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“The Vatican is close to the Natives and listens to them”

VATICAN CITY – “Listening and closeness”: this is how the Vatican defined the meeting held this morning between Pope Francis and a group of about twenty indigenous of the First Nations, accompanied by some Canadian bishops. Tomorrow, however, the Pontiff’s final audience is scheduled with the three groups he met in these days: First Nations, Métis and Inuit. 

As Vatican News reports, at the end of the conversation with the Pope, the group of indigenous people, dressed in traditional costume, met with the press outside St. Peter’s Square to tell the details of the morning. “It is a special day” began Gerald Antonie, regional head of the indigenous peoples of the First Nations, confirming that Pope Francis has listened to their words.

“What happened should not have happened – he continued – : we want to tell you our truth”. The reference is to the case of mass graves found in some residential schools in Canada established between the end of the 19th century and the last decades of the 20th century, when the Canadian government decided to organize structures throughout the country to “assimilate” culturally indigenous children. The schools were entrusted to local Christian churches, including the Catholic one. And it was precisely in these schools that the children were often mistreated and abused. The case, already known, re-emerged with all its drama last year, following the discovery of a mass grave in the Kamloops Indian Residential School. That “discovery” was followed by others.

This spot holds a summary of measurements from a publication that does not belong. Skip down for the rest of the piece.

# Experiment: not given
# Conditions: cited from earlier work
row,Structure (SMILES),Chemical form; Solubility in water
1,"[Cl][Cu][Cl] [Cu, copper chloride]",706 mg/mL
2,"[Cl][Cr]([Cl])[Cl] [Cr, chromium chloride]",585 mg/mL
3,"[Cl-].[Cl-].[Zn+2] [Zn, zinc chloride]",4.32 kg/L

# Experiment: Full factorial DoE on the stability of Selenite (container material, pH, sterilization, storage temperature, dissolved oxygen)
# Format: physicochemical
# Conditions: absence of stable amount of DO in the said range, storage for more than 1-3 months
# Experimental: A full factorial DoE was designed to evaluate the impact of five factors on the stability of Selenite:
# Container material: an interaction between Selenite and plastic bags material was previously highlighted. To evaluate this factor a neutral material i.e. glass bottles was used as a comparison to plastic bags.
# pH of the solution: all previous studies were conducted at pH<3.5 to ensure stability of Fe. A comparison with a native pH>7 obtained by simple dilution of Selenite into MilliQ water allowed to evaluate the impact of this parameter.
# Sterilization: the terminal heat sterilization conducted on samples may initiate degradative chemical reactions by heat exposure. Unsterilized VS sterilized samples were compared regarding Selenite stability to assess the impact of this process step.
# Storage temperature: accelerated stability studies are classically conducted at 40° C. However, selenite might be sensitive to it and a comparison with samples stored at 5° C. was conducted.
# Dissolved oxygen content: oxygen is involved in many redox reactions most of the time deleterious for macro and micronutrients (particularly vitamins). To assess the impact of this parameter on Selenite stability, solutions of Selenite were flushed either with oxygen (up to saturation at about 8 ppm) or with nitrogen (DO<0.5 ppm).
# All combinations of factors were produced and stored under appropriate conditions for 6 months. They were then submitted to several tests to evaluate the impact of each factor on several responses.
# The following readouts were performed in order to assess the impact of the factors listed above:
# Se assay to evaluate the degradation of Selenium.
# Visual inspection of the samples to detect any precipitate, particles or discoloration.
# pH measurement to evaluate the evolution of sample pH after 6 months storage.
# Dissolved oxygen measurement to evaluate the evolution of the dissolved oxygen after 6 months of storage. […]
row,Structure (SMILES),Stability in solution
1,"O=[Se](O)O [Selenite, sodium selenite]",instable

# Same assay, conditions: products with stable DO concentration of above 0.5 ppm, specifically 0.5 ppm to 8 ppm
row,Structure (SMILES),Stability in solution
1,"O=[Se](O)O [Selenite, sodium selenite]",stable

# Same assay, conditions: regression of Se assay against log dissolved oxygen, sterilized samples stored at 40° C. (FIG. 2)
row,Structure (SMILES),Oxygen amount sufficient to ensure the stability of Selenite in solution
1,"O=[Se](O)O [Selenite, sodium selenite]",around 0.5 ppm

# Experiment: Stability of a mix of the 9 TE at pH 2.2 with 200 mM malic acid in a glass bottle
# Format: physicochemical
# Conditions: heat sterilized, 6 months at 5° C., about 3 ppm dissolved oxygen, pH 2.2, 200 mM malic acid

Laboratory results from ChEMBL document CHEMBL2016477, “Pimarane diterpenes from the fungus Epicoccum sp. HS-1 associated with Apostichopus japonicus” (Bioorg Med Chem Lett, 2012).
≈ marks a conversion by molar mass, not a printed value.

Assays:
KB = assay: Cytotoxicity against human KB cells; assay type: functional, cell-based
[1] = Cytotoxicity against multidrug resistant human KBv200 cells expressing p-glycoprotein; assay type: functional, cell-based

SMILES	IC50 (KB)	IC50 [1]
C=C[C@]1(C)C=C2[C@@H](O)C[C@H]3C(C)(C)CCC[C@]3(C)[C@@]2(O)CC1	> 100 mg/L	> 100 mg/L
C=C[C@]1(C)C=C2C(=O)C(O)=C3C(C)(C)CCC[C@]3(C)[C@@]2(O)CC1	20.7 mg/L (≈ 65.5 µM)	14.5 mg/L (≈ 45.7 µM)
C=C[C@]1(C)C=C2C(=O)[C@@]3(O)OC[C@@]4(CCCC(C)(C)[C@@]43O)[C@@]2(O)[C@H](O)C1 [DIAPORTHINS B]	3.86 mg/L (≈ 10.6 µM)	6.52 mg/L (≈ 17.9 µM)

Hence, the request to the Pope to go to Canada to apologize on behalf of the Catholic Church for what happened in residential schools and the need to proceed together on a path of reconciliation started last June after the immediate “mea culpa” of the bishops Canadians.

During his speech, Gerald Antonie also recalled the special relationship that the indigenous have with Mother Earth, “a very special Mother, the Earth – he explained – is our home”. A house to protect, as Pope Francis has emphasized several times, for this reason it is necessary “to work together because we do not have much time left”.

On Monday, the Pope, in two different audiences, had received the representatives of Métis and Inuit peoples who in the meeting with the press, in the same way as today, had reiterated the need for “truth, justice, healing and reconciliation”.

“The recognition, the apologies, the atonement – said Cassidy Caron, the young president of Métis – are very late, but it is never too late to do the right thing”. And then she added that the meeting with the Pope was “only the beginning of a long journey to be made all together, including governments”. From the Inuit delegation, Martha Greig confessed to having told the Pope that “people need to heal. I invited him to come to Canada, it would mean a lot to the former residents and their families”.

A trip that the Vatican had actually already announced, before the series of meetings with the Natives, but which has not yet been confirmed. Today’s final meeting with all the delegates could be an opportunity to make the official announcement.

In the pic, Pope Francis with the First Nations delegation today in Vatican where the last meetings with the Natives will be held tomorrow (photo: Vatican News)

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